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QUOTE Think class 05 or 06 steam engines - 3 class05s made, 2 class 06s. Only one S2/6 in reality, yet a model is made. Even Hornby-RivaLima´s class V300 is obscure at best. Now, why are these models made? My answer is, because they are impressive to look at, feature interesting technical details, or are just plain beautiful

Are there any British prototypes that have been totally overlooked that have a criteria of being impressive to look at, feature interesting technical detail, or are just plain beautiful?

My own view is that Hornby or Bachmann or somebody should develope a ready to run British narrow gauge 009 range. The manufacturers say there is no market for such a range. I say introduce the range and the market would snap the products up! Little engines offer all three!

And a prototype OO Deltic simply would be a best seller as it definitely is impressive to look at, features interesting technical detail, and is just plain beautiful. It is totally amazing that manufacturers believe that such a model would not sell in large numbers. Surely such a model is the diesel equivalent of Flying Scotsman or Mallard in terms of longevity of sales?


Forget the prototypical modeller who by the very nature of how they model has a very limited scope for making purchases outside their very narrow interest. The train set modeller who is not so bothered by what they run as long as it looks nice would snap such a model up!



Image from Wikipedia. For all Star Trek fans out there according to Wikipedia there were plans to name the prototype Deltic Enterprise!

How many annual visitors per year does The Science Museum in London get, and from all over the world! All keen buyers of prototypical Deltic models and train sets!

Think of the promotion!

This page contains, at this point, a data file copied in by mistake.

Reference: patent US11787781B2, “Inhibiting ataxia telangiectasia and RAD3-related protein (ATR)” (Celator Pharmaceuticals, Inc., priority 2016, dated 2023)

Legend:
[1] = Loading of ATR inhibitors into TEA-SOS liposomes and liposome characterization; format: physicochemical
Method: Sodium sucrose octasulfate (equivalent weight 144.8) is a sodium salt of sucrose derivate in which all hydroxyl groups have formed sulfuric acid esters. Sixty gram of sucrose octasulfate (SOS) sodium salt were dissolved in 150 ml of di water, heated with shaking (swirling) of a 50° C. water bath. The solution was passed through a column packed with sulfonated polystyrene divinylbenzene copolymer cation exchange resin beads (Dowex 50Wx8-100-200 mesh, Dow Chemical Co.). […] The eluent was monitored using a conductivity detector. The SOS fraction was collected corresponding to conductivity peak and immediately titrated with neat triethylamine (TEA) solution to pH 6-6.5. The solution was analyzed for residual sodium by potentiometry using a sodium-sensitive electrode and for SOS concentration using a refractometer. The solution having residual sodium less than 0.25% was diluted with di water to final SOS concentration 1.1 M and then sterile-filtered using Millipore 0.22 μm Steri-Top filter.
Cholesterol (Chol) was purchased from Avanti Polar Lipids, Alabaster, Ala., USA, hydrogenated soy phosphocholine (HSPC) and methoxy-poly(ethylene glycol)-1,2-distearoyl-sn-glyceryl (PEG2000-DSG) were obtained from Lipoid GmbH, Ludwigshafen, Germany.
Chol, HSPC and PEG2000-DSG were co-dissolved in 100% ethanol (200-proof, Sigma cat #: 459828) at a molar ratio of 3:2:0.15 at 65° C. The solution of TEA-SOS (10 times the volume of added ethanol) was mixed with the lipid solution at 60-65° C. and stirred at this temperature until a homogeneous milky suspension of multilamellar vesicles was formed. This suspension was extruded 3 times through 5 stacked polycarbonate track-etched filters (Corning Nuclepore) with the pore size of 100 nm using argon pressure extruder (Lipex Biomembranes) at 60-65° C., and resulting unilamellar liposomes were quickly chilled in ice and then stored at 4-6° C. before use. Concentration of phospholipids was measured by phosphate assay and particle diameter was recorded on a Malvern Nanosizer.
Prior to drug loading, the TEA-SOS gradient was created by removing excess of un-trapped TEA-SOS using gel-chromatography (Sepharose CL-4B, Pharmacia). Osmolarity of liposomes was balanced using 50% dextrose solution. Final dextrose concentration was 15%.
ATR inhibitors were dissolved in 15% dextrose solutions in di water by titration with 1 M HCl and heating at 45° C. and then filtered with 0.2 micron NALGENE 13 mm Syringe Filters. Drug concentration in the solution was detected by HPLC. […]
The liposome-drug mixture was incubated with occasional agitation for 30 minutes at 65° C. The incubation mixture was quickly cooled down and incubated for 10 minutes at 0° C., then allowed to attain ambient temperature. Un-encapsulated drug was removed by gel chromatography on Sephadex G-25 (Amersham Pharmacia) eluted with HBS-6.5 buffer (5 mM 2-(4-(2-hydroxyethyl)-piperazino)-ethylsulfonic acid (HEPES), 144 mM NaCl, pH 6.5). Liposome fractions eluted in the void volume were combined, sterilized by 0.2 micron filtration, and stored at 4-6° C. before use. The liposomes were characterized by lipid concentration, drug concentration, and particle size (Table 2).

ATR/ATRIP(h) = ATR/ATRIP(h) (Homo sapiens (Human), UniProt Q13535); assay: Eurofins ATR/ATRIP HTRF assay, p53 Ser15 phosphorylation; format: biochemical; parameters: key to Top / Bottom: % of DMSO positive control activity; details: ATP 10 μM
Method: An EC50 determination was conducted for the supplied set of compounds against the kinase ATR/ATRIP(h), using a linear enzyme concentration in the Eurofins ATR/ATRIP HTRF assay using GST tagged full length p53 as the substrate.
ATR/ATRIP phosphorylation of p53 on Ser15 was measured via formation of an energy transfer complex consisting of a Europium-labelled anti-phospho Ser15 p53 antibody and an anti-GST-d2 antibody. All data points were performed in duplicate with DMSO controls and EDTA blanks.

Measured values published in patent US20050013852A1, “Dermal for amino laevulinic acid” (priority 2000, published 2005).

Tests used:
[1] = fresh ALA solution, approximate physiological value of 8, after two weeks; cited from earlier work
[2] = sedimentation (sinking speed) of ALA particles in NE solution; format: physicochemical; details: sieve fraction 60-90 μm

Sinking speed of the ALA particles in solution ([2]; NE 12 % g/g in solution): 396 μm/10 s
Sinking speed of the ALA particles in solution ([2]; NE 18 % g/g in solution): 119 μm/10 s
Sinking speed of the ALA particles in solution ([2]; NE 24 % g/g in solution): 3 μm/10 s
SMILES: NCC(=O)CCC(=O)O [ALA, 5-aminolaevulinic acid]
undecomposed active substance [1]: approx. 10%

Happy modelling
Gary
 

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QUOTE (Gary @ 23 Aug 2007, 15:31) <{POST_SNAPBACK}>Are there any British prototypes that have been totally overlooked that have a criteria of being impressive to look at, feature interesting technical detail, or are just plain beautiful?

Hi Gary

if we're looking for impressive to look at my vote goes for the G16 4-8-0T of the LSWR and SR. a 95 ton tank locomotive that must have turned more than a few heads when it first took to the rails in LSWR days

There is also it's close relative the H16 4-6-2T, but I think the G16 wins

Not pretty by any means, but it has presence by the ton!

If you want pretty, then we have to ask nicely for that T9

Norm
 

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I suggest Highland Railway #103, the 'Jones Goods'.

Glasgow Museum of transport have the one surviving example in preservation...it used to be'a runner'....

Pro's:-

Choice of various Highland Railway liveries.....plus LMS liveries.

Simple lines, no complications.

Historically, Britain's FIRST 4-6-0 tender locomotive.



I suspect it would make an ideal collectors item.....especially in HR livery, which could be as complicated, or as simple as one wanted.
 

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sorry, here it is..



just look at the detail.....what about that cab roof?

the chimney ?

these were very successful engines....are available in kit form in a number o gauges, including the Polly 'darned huge' gauge.
 

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Beautiful...? I sometimes think ugly is beautiful.



This is in South Africa (1900), but it was probably British and shipped out there.

What about other colonial exports (we don't have to go into Garratts in this topic).